For a start, the amendments to the bankruptcy law came into force on October 17, 2005, making Chapter 11 conditions weigh more heavily on debtors. For this reason some businesses (airlines, car equipment manufacturers), starting with the biggest, applied for Chapter 11 protection during the third quarter, just before the change came into force. Secondly, the impact of Katrina has without doubt accelerated the collapse of local businesses and will weaken the financial situation of numerous companies and small businesses.

After US Airways in 2004, among the biggest failures are Delta Airlines and Northwest, respectively no. 3 and no. 4 in US air transport, which both filed for bankruptcy in September. Difficulties are piling up in the American car industry, (an increasingly heavy bill for wages, pension funds and social security cover) as is shown by the failure in October of Delphi, the biggest parts manufacturer (28.6 billion dollars turnover). Echoing the slow-down in the economy and the repercussions of Katrina, failures will probably increase by 3% in 2006.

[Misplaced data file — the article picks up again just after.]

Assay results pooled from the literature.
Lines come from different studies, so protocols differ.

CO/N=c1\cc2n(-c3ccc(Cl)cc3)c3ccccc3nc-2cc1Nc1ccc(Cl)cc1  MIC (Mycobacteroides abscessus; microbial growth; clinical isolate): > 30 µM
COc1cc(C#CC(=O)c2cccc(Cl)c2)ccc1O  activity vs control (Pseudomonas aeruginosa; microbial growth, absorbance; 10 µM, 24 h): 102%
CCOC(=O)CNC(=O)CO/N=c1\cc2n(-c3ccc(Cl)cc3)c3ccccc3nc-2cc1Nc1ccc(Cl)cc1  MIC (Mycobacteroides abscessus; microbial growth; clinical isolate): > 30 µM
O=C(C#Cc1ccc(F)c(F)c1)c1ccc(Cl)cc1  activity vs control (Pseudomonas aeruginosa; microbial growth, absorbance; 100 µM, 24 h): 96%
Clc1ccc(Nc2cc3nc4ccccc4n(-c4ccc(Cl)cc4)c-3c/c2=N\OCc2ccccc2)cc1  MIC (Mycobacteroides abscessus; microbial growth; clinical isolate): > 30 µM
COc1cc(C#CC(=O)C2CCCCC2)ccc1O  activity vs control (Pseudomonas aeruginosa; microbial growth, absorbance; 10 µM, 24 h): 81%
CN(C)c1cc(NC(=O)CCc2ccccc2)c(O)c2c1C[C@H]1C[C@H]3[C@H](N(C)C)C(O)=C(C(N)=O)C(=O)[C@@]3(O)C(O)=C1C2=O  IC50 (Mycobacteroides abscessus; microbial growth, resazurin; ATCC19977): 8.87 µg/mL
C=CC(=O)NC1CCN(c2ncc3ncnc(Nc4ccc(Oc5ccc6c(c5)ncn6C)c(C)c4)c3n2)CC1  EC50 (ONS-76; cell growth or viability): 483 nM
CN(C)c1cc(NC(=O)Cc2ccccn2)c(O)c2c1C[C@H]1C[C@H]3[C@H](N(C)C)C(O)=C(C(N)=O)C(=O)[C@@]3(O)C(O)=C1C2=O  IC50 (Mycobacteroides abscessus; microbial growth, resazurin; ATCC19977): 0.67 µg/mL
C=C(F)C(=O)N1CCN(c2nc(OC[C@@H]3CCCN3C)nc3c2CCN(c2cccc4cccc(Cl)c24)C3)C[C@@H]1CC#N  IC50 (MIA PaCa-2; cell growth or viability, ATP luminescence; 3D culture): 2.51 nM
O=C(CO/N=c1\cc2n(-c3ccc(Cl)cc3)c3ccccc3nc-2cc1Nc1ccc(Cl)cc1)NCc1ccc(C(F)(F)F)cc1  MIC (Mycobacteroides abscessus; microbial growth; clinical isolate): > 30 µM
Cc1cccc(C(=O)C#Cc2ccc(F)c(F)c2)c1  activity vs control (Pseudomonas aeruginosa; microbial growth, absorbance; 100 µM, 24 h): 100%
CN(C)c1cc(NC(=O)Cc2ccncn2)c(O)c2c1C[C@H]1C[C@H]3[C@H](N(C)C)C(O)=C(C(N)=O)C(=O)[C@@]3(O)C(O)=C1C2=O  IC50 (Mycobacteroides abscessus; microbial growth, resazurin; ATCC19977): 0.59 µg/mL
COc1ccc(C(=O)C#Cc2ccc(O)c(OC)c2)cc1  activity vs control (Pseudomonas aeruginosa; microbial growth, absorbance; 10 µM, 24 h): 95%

In Japan the 2005 failure rate continues to fall. A long-term trend?

In October 1,171 cases were recorded, bringing the number of failures to 12,908 for the past 12 months, a fall of 6.1% over the year. This consolidates the trend that appeared early in 2003 and offers the hope of less than 13,000 Japanese business failures for the whole year (-6% compared to 2004). Debts left by failed companies are also diminishing markedly. The total bill now comes to just over 7,000 billion yen (approximately 51 billion euros). Of the 9 biggest provinces, only 3 show an increase in business failures.